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Coponius was the first Roman governor (Prefect) of Judaea province (A.D.6 to A.D.9).
He was, like the prefects who succeeded him, of knightly rank, and "had the power of life and death". During his administration the revolt of Judas the Galilean occurred, the cause of which was not so much the personality of Coponius as the introduction of Roman soldiers. Owing to the reconstruction of the province of Judea then in progress, the census was being taken by Quirinius, Roman legate of Syria, which was a further cause of offence.
In 9 CE Coponius was recalled to Rome, and replaced by Marcus Ambivulus. Probably it is on account of this occurrence that one door of the Temple bore the name of "door of Coponius". Regarding the personal attitude of Coponius toward the Jews nothing definite is known.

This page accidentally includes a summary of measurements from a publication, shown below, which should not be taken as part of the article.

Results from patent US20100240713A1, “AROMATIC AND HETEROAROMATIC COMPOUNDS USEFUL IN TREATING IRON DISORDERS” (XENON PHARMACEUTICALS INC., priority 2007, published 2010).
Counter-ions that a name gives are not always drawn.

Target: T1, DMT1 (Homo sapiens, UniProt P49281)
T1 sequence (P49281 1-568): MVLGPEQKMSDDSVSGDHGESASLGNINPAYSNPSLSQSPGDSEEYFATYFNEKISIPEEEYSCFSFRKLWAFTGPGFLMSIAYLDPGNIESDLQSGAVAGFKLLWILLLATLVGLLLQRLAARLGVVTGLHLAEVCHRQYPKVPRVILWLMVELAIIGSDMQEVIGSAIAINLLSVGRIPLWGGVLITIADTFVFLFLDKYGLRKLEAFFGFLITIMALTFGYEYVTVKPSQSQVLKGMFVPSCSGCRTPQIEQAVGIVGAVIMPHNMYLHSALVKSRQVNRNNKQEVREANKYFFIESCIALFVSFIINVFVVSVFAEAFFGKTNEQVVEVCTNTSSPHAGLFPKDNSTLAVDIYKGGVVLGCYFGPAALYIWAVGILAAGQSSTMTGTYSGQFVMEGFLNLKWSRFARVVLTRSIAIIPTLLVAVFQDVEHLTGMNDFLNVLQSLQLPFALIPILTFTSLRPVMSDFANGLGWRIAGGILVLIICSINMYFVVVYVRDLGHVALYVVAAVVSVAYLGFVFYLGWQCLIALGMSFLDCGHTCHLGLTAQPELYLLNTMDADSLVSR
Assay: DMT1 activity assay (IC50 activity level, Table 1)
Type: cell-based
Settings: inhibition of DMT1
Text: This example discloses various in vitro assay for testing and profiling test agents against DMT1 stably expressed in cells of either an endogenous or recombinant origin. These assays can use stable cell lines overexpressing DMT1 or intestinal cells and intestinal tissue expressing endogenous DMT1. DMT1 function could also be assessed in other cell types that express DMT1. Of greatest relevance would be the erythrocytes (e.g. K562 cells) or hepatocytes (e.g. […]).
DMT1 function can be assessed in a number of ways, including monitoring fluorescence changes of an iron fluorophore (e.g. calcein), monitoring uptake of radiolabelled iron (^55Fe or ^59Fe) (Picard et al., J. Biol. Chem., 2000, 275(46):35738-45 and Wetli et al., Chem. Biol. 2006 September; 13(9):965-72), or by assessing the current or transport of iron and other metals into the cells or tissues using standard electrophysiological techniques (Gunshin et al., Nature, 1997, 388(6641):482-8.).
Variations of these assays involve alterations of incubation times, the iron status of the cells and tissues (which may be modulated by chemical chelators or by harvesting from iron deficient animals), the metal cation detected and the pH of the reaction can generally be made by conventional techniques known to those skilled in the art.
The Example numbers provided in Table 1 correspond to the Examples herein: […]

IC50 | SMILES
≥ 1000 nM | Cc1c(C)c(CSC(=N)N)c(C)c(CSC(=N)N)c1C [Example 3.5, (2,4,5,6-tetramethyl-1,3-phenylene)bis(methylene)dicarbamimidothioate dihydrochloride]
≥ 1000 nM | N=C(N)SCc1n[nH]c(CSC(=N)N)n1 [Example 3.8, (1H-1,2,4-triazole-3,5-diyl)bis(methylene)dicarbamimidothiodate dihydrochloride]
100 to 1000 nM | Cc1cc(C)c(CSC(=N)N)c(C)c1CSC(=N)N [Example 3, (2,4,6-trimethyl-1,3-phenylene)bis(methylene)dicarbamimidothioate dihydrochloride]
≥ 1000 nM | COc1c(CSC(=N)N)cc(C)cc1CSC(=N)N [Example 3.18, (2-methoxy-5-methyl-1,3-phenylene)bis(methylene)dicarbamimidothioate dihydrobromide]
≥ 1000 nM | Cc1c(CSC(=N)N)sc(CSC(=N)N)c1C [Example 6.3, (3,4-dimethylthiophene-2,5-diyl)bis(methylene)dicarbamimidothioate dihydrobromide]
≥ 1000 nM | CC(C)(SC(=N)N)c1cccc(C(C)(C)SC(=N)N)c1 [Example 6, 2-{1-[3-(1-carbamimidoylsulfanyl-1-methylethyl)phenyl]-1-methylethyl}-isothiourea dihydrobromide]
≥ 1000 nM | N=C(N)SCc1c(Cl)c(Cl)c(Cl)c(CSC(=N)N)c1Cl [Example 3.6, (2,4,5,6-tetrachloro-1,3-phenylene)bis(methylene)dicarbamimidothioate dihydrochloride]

- ^ H.H. Ben-Sasson, A History of the Jewish People, Harvard University Press, 1976, ISBN 0-674-39731-2, page 246: "At first the governor of Judea held the title of prefect; only after Herod Agrippa's death (in A.D.44) did procurator become the official designation."
- ^ Josephus, "B. J." ii. 8, § 1; "Ant." xviii. 1, § 1.
- ^ "B. J." l.c.
- ^ "Ant." xviii. 2, § 2.
- ^ Mid. i. 3.; compare the reading in Par?i 16a, ed. Edelman.
- Schürer, Gesch. 3d ed., i. 487;
- Schlatter, Zur Topogr. und Gesch. Palästinas, p. 206;
- Krauss, Lehnwörter, ii. 537.